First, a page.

The goals of this proposal are to help bring a better understanding of how viral packaging motors function and to find out the role of the components critical to their function. Using single virus and DNA manipulation techniques, we have the opportunity to extract an unprecedented amount of detailed information on how these systems operate. Furthermore, by exploring different viral packaging systems we can test whether certain classes of viruses all work using the same mechanisms. First, an experimental technique will be developed to investigate how lambda viruses package DNA. Second, the detailed mechanism in which the motor can take chemical energy and convert it to moving DNA will be investigated. Finally, the effect of critical proteins to the survival of this virus on its ability to package DNA will be explored. The fundamental information gathered from these experiments may aid the rational design of antiviral drugs.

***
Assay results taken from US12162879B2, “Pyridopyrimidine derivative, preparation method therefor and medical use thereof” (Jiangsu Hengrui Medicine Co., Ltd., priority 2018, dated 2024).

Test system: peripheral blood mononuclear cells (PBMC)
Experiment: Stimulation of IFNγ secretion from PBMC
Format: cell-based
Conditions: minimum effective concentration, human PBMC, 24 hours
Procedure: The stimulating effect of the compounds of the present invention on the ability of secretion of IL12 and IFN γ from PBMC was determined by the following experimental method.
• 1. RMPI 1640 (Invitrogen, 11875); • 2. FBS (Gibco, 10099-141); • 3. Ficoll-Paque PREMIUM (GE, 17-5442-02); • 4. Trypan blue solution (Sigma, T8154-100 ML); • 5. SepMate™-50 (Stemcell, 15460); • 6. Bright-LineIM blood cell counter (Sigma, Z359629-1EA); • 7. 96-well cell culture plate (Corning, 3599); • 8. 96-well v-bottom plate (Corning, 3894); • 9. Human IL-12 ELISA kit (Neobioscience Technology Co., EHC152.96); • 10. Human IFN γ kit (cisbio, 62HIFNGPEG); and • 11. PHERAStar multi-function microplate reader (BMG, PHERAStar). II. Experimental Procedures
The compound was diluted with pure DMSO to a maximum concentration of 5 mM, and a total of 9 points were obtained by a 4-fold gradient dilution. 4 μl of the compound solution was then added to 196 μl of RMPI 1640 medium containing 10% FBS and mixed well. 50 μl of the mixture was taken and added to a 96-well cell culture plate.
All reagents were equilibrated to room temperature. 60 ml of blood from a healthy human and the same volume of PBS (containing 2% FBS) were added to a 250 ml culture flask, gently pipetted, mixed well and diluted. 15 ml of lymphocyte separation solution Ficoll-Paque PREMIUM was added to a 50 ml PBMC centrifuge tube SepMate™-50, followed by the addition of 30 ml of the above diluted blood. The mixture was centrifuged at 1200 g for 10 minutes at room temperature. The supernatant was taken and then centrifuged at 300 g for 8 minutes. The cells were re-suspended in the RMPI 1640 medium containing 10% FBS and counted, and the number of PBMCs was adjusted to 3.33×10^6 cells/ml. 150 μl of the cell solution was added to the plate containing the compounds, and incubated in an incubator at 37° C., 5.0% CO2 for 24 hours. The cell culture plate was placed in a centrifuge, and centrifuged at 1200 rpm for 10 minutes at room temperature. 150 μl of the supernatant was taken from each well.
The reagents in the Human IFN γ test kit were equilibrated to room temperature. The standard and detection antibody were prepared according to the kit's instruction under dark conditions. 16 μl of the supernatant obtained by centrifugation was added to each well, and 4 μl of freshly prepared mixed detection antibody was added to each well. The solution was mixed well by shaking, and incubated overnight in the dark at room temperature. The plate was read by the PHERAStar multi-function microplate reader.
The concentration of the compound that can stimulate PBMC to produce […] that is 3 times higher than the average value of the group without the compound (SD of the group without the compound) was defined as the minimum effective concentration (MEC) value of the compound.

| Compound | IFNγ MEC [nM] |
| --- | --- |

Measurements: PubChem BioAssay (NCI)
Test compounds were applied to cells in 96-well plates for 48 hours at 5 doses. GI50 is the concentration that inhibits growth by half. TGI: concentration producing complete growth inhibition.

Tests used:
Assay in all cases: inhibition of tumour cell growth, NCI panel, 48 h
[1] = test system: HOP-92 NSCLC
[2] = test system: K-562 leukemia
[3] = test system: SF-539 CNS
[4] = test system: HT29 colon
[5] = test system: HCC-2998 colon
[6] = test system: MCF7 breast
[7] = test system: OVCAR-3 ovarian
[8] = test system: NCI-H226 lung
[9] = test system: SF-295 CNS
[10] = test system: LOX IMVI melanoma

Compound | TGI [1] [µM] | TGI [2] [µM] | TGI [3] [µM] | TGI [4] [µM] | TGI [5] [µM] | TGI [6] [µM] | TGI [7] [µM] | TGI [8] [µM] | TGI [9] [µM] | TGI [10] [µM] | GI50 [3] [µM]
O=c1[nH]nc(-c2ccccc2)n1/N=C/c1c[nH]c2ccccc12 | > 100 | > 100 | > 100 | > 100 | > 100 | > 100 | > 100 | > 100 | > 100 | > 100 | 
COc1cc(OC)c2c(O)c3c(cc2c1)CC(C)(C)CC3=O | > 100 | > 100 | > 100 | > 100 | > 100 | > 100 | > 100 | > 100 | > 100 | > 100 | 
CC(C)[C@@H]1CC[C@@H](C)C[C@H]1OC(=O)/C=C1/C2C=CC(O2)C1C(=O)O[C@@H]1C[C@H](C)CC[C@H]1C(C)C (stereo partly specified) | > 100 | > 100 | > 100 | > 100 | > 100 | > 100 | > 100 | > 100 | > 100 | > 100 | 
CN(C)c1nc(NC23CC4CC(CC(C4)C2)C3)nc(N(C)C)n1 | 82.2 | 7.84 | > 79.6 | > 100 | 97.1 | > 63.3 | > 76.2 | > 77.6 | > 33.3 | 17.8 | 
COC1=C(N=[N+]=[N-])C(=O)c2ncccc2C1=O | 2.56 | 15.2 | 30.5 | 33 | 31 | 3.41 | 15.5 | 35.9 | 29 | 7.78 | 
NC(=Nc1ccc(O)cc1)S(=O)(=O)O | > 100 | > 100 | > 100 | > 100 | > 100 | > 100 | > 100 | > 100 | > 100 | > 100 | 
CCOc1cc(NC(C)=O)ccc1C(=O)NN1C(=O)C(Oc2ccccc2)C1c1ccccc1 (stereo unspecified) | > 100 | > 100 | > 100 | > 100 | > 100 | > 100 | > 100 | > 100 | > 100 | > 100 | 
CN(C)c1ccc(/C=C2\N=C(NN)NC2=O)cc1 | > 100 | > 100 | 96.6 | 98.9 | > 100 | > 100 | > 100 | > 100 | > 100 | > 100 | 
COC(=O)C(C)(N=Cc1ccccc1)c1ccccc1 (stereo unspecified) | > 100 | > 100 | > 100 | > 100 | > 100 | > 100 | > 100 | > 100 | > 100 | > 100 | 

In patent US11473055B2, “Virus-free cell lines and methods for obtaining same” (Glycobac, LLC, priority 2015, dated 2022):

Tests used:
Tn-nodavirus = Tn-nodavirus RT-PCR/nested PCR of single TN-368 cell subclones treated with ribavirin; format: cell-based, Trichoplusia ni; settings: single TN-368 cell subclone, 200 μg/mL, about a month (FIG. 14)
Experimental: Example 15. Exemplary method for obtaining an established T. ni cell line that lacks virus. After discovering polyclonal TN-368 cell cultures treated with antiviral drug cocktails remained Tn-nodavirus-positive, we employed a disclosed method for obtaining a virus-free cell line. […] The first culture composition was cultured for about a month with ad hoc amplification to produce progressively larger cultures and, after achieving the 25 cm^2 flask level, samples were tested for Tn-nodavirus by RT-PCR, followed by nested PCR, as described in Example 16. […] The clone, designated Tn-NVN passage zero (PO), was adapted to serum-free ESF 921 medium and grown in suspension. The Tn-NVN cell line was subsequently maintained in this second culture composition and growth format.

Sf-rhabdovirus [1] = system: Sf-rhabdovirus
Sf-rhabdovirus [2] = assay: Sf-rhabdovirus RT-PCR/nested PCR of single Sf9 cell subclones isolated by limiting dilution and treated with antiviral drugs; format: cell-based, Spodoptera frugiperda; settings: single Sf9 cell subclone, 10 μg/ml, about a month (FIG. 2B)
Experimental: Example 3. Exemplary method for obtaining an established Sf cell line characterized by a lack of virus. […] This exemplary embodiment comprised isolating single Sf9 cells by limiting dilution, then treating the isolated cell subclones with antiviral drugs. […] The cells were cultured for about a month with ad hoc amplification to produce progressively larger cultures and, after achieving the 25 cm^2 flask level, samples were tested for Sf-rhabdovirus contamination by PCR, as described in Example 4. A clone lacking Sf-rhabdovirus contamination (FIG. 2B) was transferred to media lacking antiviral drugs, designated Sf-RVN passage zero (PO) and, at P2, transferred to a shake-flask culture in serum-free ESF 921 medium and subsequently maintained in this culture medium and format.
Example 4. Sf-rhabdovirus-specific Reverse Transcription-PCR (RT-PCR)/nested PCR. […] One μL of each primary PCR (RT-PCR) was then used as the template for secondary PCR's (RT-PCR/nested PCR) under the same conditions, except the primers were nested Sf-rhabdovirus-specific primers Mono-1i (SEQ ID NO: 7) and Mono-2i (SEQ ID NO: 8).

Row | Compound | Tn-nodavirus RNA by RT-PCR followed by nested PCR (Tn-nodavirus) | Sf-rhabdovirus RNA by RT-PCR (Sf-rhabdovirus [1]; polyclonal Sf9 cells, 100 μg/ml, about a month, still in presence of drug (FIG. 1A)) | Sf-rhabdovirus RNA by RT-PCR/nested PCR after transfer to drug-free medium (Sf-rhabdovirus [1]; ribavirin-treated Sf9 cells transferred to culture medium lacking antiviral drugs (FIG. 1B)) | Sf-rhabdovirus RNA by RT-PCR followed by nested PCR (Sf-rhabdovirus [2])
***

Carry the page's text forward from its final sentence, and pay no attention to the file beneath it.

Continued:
Specific Aims : 1. The universality of viral DNA packaging motors will be explored by developing a new optical tweezers assay for studying DNA packaging in bacteriophage A. Motor force, DNA translocation measurements, and their dependence on biochemical conditions will be extended to A. 2. The mechanochemistry of the lambda viral packaging motor will be elucidated by measuring ATP, ADP, and Pi dependence, pause distributions, and force measurements on packaging. 3. The specific roles of gpD and gpFI, proteins critical for lambda viral packaging, will be investigated. This research will be of interest to public health because the system that will be studied is expected to have similarities to relevant mammalian viruses such as herpesviruses, adenoviruses, and poxviruses. They are thought to share a common packaging mechanism, presumably powered by a similar molecular motor. By understanding the detailed mechanochemistry as well as the additional proteins necessary for the survival of these viruses, we may envision new strategies to regulate their infectivity.
|Tsay, James M; Sippy, Jean; DelToro, Damian et al. (2010) Mutations altering a structurally conserved loop-helix-loop region of a viral packaging motor change DNA translocation velocity and processivity. J Biol Chem 285:24282-9|
|Tsay, James M; Sippy, Jean; Feiss, Michael et al. (2009) The Q motif of a viral packaging motor governs its force generation and communicates ATP recognition to DNA interaction. Proc Natl Acad Sci U S A 106:14355-60|